Moving On

I never approached UK Children’s Hospital and UPMC about the Beads of Courage because I figured they wouldn’t let him participate either. The thought passed through my head a few times, but I let it flit on through.

Yesterday, at Vanderbilt Children’s Hospital, the thought came back up. I saw this honey of a boy walkthrough with a smile on his face from ear to ear. He was proud and excited. Yes, he was facing a long chemo day, which is problematic. Yet, he could take some time and string each bead on his necklace. As I saw that, I thought I would ask again.

New Day, New Hospital

Katie, our Child Life worker, came bopping over and said she was fixing to talk to us about this opportunity. I told her what had happened in the past. She just said that H qualified. Since we were never given the opportunity, things had changed slightly in 2 years.

She gave me the form (below), and I just checked everything he has done over the last two years. On the back, I wrote down the things that required great bravery: unique beads. Then, we calculated the days he had been sick. He received beads for every 100 days he was ill.

H’s Choice

H got to pick out a bag made by a woman in Arizona. He carefully chose each bead as Katie explained why he was getting it. That was not so much on his hearing level LOL. He just wanted to select the prettiest bead.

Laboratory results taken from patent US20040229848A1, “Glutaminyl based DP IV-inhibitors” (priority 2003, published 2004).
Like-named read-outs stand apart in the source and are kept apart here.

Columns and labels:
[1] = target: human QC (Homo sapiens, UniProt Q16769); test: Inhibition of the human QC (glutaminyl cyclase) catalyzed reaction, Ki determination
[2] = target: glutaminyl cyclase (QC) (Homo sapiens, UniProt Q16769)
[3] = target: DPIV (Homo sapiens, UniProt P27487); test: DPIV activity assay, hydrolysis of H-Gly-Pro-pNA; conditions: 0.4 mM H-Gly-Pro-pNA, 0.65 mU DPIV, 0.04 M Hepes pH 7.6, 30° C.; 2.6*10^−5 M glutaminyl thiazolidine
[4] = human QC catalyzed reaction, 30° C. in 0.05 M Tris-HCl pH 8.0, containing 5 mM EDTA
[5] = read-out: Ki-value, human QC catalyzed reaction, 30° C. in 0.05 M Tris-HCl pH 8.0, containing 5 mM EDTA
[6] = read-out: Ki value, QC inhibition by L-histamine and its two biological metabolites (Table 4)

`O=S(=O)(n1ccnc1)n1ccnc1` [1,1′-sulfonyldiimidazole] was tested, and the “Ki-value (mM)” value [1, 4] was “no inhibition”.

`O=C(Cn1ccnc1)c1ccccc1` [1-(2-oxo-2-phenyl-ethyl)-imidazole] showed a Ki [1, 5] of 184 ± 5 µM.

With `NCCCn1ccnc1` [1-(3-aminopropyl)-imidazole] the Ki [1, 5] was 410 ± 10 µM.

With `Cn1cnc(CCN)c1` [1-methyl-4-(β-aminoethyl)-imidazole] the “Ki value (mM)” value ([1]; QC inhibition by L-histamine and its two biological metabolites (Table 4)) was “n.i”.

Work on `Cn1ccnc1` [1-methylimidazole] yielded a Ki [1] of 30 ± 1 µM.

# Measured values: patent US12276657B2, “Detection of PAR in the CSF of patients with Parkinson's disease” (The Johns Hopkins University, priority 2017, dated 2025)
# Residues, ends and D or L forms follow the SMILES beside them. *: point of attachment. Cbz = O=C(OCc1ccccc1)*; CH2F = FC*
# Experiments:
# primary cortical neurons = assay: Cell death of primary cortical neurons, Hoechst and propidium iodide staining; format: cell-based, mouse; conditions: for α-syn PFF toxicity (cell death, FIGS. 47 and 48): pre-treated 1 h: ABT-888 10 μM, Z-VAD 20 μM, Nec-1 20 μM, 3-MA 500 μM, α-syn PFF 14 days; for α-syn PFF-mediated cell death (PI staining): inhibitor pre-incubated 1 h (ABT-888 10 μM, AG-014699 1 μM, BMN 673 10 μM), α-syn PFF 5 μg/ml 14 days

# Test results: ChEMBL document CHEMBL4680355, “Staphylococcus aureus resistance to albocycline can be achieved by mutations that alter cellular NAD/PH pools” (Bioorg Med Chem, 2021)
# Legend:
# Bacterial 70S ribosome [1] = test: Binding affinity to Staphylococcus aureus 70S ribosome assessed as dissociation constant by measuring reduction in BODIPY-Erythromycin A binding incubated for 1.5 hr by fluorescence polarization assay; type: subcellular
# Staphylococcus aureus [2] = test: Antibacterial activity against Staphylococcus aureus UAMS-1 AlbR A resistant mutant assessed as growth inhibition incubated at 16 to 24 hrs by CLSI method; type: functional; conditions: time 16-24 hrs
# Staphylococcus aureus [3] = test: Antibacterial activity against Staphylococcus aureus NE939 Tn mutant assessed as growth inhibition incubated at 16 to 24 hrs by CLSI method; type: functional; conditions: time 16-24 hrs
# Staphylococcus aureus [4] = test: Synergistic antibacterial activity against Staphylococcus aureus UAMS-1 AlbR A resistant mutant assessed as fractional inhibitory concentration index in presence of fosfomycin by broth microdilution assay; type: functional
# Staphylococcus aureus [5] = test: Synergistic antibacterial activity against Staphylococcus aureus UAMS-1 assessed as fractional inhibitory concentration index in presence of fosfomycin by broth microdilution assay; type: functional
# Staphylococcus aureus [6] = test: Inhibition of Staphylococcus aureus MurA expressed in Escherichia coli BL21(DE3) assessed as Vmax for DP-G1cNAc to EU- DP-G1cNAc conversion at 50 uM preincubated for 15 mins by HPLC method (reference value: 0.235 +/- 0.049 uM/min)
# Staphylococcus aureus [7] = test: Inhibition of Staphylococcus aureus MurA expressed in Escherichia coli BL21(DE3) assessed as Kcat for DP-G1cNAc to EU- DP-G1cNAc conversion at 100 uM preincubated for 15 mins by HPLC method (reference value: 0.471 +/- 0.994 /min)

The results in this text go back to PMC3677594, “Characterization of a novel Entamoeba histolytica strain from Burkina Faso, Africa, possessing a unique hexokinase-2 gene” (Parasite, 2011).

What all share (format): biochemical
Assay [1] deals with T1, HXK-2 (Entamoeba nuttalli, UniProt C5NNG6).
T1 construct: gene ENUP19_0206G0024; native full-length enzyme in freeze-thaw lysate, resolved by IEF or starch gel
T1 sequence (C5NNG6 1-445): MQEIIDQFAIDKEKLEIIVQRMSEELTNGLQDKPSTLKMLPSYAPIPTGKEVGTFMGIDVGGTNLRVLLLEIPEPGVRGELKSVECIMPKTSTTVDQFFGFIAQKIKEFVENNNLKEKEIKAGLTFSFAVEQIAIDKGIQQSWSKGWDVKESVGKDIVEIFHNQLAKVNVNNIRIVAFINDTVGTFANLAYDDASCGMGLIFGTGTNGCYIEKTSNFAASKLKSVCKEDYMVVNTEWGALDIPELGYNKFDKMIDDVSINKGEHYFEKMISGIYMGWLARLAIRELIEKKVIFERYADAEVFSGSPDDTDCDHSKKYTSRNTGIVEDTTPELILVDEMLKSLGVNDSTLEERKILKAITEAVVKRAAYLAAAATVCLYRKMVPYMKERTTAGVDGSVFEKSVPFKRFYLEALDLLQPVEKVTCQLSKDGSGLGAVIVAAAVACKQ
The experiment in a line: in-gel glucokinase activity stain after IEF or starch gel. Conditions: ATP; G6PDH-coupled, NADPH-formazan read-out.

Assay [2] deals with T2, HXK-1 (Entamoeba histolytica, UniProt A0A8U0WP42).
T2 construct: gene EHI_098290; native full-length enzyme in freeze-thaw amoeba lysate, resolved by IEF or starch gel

Beads aren’t the be-all and end-all, but it is something that he can know is consistent. Hospitals are not consistent. You have different nurses, different techniques, and different reasons we are there. Beads are colorful, bright, and exciting to kids. The BOC brings joy. He can sit and look at each and know that he did something amazing. He took steps to better himself and his health. He is strong.

When we all returned, I sat and looked through all the beads. I read the reasons why and then A did the same thing. She helped him sort them all out. He sat and strung each bead one by one.

Pure Joy

He was excited about the beads. I have seen some fantastic ideas on how to display them online. He earned three more yesterday, but we will get them on clinic day next month. He needs another 100-day bead, a stick bead, and a clinic visit bead. We will add it to his bag and string it when we get home.

Donate

You can always donate towards Beads of Courage anytime. The website I have highlighted above has a tab about donations of money or beads. The Predators donate money towards this program for Vandy. It gives you the chance to put a smile on a kid’s face.